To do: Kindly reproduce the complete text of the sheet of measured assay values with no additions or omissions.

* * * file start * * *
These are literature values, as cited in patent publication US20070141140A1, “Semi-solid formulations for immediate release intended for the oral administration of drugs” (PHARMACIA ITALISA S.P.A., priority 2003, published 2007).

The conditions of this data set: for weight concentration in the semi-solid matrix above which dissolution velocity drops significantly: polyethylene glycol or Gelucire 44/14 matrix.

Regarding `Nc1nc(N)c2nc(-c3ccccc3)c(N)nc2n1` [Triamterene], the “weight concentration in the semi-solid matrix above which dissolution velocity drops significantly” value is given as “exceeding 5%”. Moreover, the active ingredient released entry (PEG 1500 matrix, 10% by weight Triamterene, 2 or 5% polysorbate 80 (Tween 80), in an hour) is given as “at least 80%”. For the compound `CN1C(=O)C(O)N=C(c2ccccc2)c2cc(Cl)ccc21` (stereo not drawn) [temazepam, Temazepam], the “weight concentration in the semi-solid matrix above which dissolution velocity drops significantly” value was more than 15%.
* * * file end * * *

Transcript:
These are literature values, as cited in patent publication US20070141140A1, “Semi-solid formulations for immediate release intended for the oral administration of drugs” (PHARMACIA ITALISA S.P.A., priority 2003, published 2007).

The conditions of this data set: for weight concentration in the semi-solid matrix above which dissolution velocity drops significantly: polyethylene glycol or Gelucire 44/14 matrix.

Regarding `Nc1nc(N)c2nc(-c3ccccc3)c(N)nc2n1` [Triamterene], the “weight concentration in the semi-solid matrix above which dissolution velocity drops significantly” value is given as “exceeding 5%”. Moreover, the active ingredient released entry (PEG 1500 matrix, 10% by weight Triamterene, 2 or 5% polysorbate 80 (Tween 80), in an hour) is given as “at least 80%”. For the compound `CN1C(=O)C(O)N=C(c2ccccc2)c2cc(Cl)ccc21` (stereo not drawn) [temazepam, Temazepam], the “weight concentration in the semi-solid matrix above which dissolution velocity drops significantly” value was more than 15%.